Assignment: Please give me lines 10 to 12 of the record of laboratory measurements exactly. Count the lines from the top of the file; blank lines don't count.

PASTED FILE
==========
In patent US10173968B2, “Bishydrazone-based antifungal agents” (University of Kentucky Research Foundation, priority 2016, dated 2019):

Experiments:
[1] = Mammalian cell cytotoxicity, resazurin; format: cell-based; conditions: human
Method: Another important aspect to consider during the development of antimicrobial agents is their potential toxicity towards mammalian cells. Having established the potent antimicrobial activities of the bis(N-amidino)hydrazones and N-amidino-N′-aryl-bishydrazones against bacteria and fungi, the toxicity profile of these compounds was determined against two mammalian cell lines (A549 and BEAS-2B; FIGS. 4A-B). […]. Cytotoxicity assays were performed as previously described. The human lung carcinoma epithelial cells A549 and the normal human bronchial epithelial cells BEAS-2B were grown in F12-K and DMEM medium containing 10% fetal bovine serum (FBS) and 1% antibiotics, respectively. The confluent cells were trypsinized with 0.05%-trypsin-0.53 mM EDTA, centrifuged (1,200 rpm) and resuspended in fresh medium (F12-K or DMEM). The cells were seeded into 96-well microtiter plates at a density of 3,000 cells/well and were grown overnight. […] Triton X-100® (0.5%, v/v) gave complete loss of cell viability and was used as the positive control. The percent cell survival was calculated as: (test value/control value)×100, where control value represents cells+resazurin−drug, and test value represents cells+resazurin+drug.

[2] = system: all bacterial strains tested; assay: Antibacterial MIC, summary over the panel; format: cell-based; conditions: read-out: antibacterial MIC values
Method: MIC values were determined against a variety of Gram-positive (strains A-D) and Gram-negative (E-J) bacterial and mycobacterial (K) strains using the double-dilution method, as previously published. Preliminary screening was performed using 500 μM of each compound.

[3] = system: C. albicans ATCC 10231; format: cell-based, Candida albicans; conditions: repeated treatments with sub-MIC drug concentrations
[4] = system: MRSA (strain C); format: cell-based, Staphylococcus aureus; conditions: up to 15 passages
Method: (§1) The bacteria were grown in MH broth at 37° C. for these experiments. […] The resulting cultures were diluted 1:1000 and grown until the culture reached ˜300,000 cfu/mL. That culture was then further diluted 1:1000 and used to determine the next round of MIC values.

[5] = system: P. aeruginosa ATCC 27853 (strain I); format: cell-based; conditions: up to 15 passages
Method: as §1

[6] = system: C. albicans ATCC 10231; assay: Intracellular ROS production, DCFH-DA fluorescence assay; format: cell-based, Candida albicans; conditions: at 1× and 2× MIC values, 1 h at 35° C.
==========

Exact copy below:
[5] = system: P. aeruginosa ATCC 27853 (strain I); format: cell-based; conditions: up to 15 passages
Method: as §1

[6] = system: C. albicans ATCC 10231; assay: Intracellular ROS production, DCFH-DA fluorescence assay; format: cell-based, Candida albicans; conditions: at 1× and 2× MIC values, 1 h at 35° C.